On Tuesday, September 27, 2016 at 9:14:51 PM UTC-4, Jeremy Rand wrote:
> raahe...@gmail.com:
> > On Tuesday, September 27, 2016 at 5:11:27 PM UTC-4, Jeremy Rand wrote:
> >> raahe...@gmail.com:
> >>> or just only allow https in the vm firewall settings.
> >>
> >> I assume you mean whitelisting TCP port 443?  If so, be aware that while
> >> this will stop most non-HTTPS traffic, there is nothing that prevents
> >> other protocols from using port 443.  It's a fairly well-known attack on
> >> Tor's "stream isolation by port" feature for websites to use nonstandard
> >> ports in order to get isolated in the wrong Tor circuit (e.g. in order
> >> to deanonymize SSH traffic), which is why Tor doesn't stream-isolate by
> >> port by default.
> >>
> >> Whitelisting TCP port 443 is still better than nothing, though, assuming
> >> that you don't expect any legitimate traffic to go over other ports.
> >> Just be aware that it's trivially easy to bypass for an attacker.
> >>
> >> Assuming that you're using a Firefox-based browser (including Tor
> >> Browser), you can get some defense in depth by also enabling the feature
> >> of HTTPS-Everywhere that blocks all non-TLS requests.  Nothing wrong
> >> with combining this with the firewall whitelist that you suggested.
> >>
> >> Cheers,
> >> -Jeremy
> > 
> > oh I see now there is the feature in the plugin ive never used lol.  I 
> > still think its unescessary if you already blocking that traffic with the 
> > firewall, especially if that plugin or browser is compromised,  especially 
> > with latest news about firefox plugins.  For example noscript itself is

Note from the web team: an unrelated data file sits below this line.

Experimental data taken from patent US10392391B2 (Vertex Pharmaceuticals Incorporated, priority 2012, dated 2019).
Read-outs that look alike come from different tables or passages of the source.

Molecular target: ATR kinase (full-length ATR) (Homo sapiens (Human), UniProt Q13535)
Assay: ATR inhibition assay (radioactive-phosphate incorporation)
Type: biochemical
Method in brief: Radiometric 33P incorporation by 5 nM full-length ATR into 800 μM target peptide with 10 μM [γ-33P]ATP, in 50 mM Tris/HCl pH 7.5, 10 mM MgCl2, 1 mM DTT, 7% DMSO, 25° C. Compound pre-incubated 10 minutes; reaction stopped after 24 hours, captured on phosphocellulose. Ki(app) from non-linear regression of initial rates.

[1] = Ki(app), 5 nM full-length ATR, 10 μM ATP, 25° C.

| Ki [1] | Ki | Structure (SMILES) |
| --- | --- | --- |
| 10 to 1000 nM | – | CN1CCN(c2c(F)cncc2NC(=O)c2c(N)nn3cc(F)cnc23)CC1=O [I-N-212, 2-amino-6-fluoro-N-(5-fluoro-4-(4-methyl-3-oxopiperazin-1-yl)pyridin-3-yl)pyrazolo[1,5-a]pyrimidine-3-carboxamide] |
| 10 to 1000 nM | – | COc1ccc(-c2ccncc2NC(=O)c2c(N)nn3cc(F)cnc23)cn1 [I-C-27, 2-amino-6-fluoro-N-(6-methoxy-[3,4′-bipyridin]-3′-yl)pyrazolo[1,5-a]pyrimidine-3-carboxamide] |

> > considered a vulnerability on firefox now. 
> As I said, it gets you defense in depth because the two mechanisms
> prevent different (though overlapping) attacks.
> HTTPS Everywhere's feature for blocking non-TLS requests will block
> non-TLS requests from Firefox that use port 443, while the FirewallVM
> won't be able to stop this.  For example, a request to
> http://www.nsa.gov:443/ will be stopped by HTTPS Everywhere, since it
> knows the protocol being used as opposed to just the TCP port.
> The FirewallVM, on the other hand, will block TCP connections on ports
> other than 443 even if Firefox in the AppVM is compromised.  E.g. you
> visit https://www.nsa.gov/ , they deploy a Firefox zero-day, and are
> thus able to bypass HTTPS Everywhere.
> Both of these attacks have a lot of overlap (e.g. a simple request to
> http://www.nsa.gov/ will be blocked by both).  But each defense does
> prevent some types of attack that the other doesn't, so it makes sense
> IMO to use both.  Definitely won't hurt you, and it might help depending
> on what attacks get aimed at you.
> (Of course, either of those defenses alone is likely to prevent the vast
> majority of real-world attacks, but I'd still suggest doing both.
> Justified paranoia is why we're all here, right?  :) )
> Cheers,
> -Jeremy

good points.  Yes seems like a good idea to do both.

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